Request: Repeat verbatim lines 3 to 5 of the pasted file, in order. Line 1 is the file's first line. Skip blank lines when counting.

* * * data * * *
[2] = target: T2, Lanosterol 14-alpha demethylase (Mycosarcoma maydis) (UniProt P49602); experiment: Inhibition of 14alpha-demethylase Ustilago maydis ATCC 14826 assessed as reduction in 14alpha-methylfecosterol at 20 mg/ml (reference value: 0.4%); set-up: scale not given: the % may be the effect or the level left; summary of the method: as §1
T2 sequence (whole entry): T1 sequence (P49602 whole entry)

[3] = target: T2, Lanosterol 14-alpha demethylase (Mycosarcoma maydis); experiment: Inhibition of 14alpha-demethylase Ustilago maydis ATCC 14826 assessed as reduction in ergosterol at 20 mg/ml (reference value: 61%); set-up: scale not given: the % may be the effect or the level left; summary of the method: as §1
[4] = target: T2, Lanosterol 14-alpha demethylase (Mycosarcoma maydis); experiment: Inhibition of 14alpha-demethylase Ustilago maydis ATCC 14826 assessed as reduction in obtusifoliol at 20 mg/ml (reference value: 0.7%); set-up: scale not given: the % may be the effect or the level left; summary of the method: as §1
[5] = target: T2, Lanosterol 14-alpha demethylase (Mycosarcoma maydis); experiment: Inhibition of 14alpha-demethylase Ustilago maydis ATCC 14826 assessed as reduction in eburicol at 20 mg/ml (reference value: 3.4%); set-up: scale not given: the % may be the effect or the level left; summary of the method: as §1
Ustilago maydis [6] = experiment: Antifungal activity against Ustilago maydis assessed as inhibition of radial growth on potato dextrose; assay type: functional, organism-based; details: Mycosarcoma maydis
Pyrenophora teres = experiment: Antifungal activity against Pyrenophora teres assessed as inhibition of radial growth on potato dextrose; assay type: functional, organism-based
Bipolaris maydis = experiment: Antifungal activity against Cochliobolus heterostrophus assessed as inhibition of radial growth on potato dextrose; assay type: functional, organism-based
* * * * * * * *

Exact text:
[3] = target: T2, Lanosterol 14-alpha demethylase (Mycosarcoma maydis); experiment: Inhibition of 14alpha-demethylase Ustilago maydis ATCC 14826 assessed as reduction in ergosterol at 20 mg/ml (reference value: 61%); set-up: scale not given: the % may be the effect or the level left; summary of the method: as §1
[4] = target: T2, Lanosterol 14-alpha demethylase (Mycosarcoma maydis); experiment: Inhibition of 14alpha-demethylase Ustilago maydis ATCC 14826 assessed as reduction in obtusifoliol at 20 mg/ml (reference value: 0.7%); set-up: scale not given: the % may be the effect or the level left; summary of the method: as §1
[5] = target: T2, Lanosterol 14-alpha demethylase (Mycosarcoma maydis); experiment: Inhibition of 14alpha-demethylase Ustilago maydis ATCC 14826 assessed as reduction in eburicol at 20 mg/ml (reference value: 3.4%); set-up: scale not given: the % may be the effect or the level left; summary of the method: as §1